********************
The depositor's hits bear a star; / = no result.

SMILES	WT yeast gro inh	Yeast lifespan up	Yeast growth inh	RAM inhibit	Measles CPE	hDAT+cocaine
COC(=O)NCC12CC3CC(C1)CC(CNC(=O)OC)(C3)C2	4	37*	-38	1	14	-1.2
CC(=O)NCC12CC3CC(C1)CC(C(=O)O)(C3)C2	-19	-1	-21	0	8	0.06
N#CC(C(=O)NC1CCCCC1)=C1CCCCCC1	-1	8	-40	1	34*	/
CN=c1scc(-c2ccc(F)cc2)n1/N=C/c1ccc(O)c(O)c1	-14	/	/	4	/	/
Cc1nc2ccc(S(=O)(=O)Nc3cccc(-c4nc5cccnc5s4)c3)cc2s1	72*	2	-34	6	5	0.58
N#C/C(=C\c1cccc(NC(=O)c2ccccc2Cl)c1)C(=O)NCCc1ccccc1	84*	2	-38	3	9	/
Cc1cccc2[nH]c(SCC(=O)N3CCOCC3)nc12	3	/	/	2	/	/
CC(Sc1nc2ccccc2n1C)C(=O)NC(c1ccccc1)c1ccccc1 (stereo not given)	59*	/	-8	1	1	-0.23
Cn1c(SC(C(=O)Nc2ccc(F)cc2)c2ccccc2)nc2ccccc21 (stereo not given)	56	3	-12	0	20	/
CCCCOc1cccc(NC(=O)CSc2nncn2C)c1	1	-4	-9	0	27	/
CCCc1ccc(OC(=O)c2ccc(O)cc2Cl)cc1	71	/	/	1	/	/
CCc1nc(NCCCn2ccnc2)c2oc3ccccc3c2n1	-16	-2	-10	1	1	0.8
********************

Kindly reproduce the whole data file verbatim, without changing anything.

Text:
The depositor's hits bear a star; / = no result.

SMILES	WT yeast gro inh	Yeast lifespan up	Yeast growth inh	RAM inhibit	Measles CPE	hDAT+cocaine
COC(=O)NCC12CC3CC(C1)CC(CNC(=O)OC)(C3)C2	4	37*	-38	1	14	-1.2
CC(=O)NCC12CC3CC(C1)CC(C(=O)O)(C3)C2	-19	-1	-21	0	8	0.06
N#CC(C(=O)NC1CCCCC1)=C1CCCCCC1	-1	8	-40	1	34*	/
CN=c1scc(-c2ccc(F)cc2)n1/N=C/c1ccc(O)c(O)c1	-14	/	/	4	/	/
Cc1nc2ccc(S(=O)(=O)Nc3cccc(-c4nc5cccnc5s4)c3)cc2s1	72*	2	-34	6	5	0.58
N#C/C(=C\c1cccc(NC(=O)c2ccccc2Cl)c1)C(=O)NCCc1ccccc1	84*	2	-38	3	9	/
Cc1cccc2[nH]c(SCC(=O)N3CCOCC3)nc12	3	/	/	2	/	/
CC(Sc1nc2ccccc2n1C)C(=O)NC(c1ccccc1)c1ccccc1 (stereo not given)	59*	/	-8	1	1	-0.23
Cn1c(SC(C(=O)Nc2ccc(F)cc2)c2ccccc2)nc2ccccc21 (stereo not given)	56	3	-12	0	20	/
CCCCOc1cccc(NC(=O)CSc2nncn2C)c1	1	-4	-9	0	27	/
CCCc1ccc(OC(=O)c2ccc(O)cc2Cl)cc1	71	/	/	1	/	/
CCc1nc(NCCCn2ccnc2)c2oc3ccccc3c2n1	-16	-2	-10	1	1	0.8